A Sunday afternoon in May 2012
It was an average Sunday afternoon.
My now wife and I had slept in (in our days before kids!) … We’d picked up some croissants from the deli around the corner… We’d driven to Columbia Market in East London for a stroll around, to buy some flowers and have a bite to eat from one of the food vendors there…
Then we drove back via the supermarket, where we were picking up the Sunday Times and some groceries for the coming week.
I parked the car.
We rounded the corner to the pavement down to the supermarket.
And that’s the last thing I remember for several hours…
When I woke up, I was in A&E. I was in a lot of pain, confused and disoriented.
A car had lost control turning into the road I was walking down. We believe the driver accelerated around the corner to skip through the red light. The car veered from side to side before mounting the curb and ploughing into me.
I was thrown over the bonnet, onto the windscreen and landed in a crumpled heap on the floor.
To this day I have no recollection of the event at all. I know the above because my wife was stood next to me. Fortunately, the car hit me and not her.
I don’t often think about this as I’ve tried hard to move on. But when I occasionally ponder the incident, I must admit to being worried that one day I’ll wake up in a cold sweat in the middle of the night with it all flooding back to me. But so far, so good.
With a fractured collarbone (which was operated on), a fractured wrist, soft tissue injuries to my ankle, various cuts and scarring and bruises, and what I later discovered to be disc degeneration in my neck, I had a laundry list of physical ailments. This, coupled with the fact that this clearly wasn’t my fault, led me to pursue for the first (and, so far, only time in my life) a personal injury claim.
Because of the circumstances – fault never being in question – this proceeded very smoothly overall. There was a little bit of haggling about quantum. But I took the view, with my solicitor’s advice, that we stuck to our guns and we, broadly speaking, got what we thought was a fair settlement for the incident.
I was already working in the field of safety and risk when this happened, but the whole thing gave me a huge added perspective on my “why”.
Why is it that I’m passionate about keeping people safe? Why do I believe it’s 100% necessary that people get this? Why mustn’t we allow people to get hurt and suffer injuries like I did?
I think it comes down to five main lessons.
- Nobody wants to suffer an accident and be seriously injured. It’s crap! Yes, we might have spurious, made-up claims, but anyone injured like this will certainly feel like they want and deserve compensation.
- No amount of money is enough. Under the UK system – designed to put you back in the position you were before the incident that led to your claim – you simply won’t ever be awarded enough cash to make an accent like this seem worth it. I got a relatively significant sum. But there’s never been a day where I’m glad the accident happened.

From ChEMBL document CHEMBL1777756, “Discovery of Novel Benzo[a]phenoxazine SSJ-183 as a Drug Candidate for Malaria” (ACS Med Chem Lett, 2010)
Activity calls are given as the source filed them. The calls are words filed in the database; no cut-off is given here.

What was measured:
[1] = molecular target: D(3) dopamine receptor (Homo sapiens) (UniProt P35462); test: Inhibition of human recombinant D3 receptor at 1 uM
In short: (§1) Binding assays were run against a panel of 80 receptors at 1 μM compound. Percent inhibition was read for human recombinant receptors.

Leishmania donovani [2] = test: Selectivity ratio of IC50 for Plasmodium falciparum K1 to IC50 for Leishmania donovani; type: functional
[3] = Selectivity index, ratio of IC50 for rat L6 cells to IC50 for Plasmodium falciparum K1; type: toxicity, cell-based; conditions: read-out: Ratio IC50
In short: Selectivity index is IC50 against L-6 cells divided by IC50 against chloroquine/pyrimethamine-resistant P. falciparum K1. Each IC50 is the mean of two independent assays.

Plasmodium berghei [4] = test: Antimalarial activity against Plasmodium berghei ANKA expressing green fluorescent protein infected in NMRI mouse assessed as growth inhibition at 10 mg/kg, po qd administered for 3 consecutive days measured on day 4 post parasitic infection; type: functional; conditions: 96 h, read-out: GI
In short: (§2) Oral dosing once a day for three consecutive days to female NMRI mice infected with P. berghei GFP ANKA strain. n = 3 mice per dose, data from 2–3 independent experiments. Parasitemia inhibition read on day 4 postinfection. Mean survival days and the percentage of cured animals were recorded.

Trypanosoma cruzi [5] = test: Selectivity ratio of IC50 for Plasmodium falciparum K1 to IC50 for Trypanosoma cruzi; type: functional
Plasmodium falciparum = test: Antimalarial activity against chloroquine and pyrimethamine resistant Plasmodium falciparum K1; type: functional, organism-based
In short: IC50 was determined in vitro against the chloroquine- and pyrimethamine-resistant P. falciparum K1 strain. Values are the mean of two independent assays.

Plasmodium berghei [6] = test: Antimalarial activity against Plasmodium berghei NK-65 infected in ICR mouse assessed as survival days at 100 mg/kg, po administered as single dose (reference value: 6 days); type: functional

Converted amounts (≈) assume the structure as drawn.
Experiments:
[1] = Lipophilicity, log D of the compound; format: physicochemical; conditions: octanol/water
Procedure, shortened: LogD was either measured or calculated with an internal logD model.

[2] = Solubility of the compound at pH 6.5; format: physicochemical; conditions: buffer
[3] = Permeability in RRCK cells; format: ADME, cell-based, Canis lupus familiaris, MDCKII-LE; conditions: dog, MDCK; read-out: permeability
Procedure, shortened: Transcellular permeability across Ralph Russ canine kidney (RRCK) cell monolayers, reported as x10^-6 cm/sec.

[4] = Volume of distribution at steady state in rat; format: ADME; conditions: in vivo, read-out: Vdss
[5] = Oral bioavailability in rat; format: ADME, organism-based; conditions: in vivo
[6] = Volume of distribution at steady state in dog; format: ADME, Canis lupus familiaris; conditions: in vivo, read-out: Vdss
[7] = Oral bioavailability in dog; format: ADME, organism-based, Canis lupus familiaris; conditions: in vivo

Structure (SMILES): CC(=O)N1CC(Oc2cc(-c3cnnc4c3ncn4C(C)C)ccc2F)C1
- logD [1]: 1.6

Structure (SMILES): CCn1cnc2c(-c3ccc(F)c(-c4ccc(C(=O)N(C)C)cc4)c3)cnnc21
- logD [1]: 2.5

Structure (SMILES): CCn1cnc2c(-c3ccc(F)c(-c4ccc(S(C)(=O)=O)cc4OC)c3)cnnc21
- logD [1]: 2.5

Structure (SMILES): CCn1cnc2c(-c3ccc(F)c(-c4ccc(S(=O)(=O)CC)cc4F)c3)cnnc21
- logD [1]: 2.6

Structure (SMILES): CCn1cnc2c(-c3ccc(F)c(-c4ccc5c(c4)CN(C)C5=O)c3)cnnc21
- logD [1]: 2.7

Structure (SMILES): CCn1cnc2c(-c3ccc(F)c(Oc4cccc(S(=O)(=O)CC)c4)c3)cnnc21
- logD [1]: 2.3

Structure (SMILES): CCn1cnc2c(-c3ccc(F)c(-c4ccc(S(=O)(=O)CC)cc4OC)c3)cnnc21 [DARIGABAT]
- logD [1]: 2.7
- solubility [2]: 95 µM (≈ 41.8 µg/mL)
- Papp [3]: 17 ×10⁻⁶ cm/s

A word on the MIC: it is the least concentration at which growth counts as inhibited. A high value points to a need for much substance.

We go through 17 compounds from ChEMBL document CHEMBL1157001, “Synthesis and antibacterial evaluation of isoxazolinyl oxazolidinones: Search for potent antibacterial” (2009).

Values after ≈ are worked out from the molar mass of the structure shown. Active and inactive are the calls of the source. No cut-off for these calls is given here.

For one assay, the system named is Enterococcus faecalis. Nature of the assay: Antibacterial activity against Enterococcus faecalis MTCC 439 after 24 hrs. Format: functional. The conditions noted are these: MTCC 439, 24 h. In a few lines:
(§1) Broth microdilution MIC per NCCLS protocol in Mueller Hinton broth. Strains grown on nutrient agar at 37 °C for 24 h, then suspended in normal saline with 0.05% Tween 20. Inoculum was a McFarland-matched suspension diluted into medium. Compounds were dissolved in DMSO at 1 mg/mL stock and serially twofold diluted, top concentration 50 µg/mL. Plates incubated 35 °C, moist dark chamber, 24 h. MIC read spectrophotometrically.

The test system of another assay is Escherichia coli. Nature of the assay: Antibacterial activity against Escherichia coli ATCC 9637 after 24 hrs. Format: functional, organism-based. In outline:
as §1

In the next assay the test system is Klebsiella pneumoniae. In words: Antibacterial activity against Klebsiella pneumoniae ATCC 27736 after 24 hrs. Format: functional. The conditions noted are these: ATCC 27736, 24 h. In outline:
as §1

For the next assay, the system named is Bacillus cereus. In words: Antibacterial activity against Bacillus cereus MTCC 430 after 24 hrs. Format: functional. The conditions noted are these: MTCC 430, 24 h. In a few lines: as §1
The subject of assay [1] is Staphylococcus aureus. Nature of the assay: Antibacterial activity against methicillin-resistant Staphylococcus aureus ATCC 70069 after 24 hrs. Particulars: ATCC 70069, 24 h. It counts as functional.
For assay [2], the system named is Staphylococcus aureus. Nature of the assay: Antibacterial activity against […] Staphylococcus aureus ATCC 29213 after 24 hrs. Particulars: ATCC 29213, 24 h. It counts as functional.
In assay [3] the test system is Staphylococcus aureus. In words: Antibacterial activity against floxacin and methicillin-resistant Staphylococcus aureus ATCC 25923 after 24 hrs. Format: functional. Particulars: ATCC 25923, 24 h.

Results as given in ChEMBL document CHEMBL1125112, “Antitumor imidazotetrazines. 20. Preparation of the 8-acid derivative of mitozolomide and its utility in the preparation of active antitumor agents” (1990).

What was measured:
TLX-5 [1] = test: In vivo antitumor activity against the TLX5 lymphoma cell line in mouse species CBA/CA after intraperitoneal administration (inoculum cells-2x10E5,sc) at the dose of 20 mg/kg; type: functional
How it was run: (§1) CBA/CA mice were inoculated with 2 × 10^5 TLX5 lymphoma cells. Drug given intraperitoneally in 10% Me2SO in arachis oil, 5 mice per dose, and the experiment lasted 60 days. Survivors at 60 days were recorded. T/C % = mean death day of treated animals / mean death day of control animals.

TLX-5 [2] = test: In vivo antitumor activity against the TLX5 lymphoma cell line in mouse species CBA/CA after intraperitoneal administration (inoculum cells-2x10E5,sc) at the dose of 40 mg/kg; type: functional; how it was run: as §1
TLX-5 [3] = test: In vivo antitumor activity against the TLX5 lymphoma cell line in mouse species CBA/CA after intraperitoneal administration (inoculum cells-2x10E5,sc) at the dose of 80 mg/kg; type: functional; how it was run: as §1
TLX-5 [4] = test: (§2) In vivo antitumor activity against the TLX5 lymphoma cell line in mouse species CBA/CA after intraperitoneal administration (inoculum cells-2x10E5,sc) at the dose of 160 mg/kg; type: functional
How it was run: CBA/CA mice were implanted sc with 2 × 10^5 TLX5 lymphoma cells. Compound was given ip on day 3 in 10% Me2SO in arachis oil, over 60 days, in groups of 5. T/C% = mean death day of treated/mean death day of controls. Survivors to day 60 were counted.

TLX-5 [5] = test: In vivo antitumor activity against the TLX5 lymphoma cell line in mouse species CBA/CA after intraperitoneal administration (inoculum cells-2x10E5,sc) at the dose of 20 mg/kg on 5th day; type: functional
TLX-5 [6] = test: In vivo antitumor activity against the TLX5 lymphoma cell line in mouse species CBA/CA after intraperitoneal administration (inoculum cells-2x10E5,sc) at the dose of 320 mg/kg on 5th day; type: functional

- Seemingly innocuous events can ruin lives. Walking on the pavement is a daily occurrence (at least in non-pandemic times). Yet, walking down the pavement I had the most traumatic experience of my life. Walking into your building entrance could lead someone to suffer the most traumatic experience of their life, too.
- We need to stop avoidable incidents and claims. Insurers will not quibble on paying out claims when justified. But should these claims be happening in the first place? In my scenario the lady, clearly, was not a great driver. But what else contributed to her running me over that was controllable through better planning, preparation, and education? There were probably all sorts of things.
- Physical injuries heal, psychological issues take much longer to be solved. Whilst I still have niggles with my neck and wrist, broadly speaking, within three months, I was physically more or less normal. I could lead my day-to-day life albeit I couldn’t do press ups or play golf. What stuck with me much longer was an extremely heightened sense of awareness of traffic speed. Living in London, cars driving past me happens multiple times each day. But since then, I’ve been much more aware of the speed at which cars travel. And I’ve certainly become a more responsible driver myself. The physical injuries sustained in workplace accidents can of course be very serious, but we mustn’t forget that the mental scars can last much longer – people don’t deserve this.
Accidents affect people’s lives – an accident certainly affected mine
Most workplace incidents (where most people get hurt) are avoidable. We owe it to ourselves to sleep well at night, but critically to those people whose safety is our responsibility to do our very best to protect them. Not take any shortcuts. To get to the root causes of why incidents occur.
We need to stop innocuous activities like walking down the pavement from being a cause of significant, long-lasting, and even potentially life-changing issues for our